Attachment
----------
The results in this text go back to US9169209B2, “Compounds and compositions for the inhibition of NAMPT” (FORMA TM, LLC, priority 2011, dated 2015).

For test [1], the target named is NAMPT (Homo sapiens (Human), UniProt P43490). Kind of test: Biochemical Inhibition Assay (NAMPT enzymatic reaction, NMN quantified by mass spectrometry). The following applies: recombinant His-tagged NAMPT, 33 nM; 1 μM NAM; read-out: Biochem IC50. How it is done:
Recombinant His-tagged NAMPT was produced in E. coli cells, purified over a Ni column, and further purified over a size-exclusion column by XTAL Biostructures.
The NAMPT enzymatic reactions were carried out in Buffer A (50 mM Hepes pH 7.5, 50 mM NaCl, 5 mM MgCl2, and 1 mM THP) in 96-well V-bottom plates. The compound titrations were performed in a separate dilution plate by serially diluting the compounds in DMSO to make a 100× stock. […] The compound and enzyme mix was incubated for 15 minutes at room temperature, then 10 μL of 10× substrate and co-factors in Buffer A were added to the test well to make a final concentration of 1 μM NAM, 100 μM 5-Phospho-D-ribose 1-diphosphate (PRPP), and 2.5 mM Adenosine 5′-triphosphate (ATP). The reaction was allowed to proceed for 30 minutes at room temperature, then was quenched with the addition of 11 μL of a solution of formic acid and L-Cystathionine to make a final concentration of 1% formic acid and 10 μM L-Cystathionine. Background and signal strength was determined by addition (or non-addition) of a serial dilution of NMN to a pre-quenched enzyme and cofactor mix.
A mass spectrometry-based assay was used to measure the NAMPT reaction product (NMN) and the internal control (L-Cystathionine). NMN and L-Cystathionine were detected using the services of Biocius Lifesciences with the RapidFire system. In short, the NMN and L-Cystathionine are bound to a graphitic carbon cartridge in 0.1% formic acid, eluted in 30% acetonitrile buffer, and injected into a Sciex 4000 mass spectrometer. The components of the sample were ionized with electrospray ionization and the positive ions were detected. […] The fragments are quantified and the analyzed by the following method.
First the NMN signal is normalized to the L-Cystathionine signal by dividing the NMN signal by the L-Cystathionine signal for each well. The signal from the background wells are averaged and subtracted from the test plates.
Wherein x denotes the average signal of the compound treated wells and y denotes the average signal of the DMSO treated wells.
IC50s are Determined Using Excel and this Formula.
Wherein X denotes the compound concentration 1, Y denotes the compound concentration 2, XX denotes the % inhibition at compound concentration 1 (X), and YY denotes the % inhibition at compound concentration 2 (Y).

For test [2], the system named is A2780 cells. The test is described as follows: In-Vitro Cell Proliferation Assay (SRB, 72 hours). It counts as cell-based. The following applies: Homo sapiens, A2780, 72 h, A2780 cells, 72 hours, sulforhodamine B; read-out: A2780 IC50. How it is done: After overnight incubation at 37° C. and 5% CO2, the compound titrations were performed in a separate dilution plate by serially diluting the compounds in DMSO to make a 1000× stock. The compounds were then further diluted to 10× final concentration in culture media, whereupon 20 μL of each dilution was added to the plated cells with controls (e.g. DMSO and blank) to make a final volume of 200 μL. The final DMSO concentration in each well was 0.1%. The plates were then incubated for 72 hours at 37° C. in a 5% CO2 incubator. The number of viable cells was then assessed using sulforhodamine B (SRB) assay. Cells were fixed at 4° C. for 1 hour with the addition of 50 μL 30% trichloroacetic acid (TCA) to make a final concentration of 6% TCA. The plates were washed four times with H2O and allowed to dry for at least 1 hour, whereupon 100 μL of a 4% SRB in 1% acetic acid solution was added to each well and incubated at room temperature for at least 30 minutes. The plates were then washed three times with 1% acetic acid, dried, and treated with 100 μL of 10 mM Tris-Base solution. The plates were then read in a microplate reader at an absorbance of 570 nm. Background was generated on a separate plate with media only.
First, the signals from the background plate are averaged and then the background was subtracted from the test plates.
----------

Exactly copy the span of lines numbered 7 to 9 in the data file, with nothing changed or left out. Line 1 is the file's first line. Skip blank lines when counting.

Wherein x denotes the average signal of the compound treated wells and y denotes the average signal of the DMSO treated wells.
IC50s are Determined Using Excel and this Formula.
Wherein X denotes the compound concentration 1, Y denotes the compound concentration 2, XX denotes the % inhibition at compound concentration 1 (X), and YY denotes the % inhibition at compound concentration 2 (Y).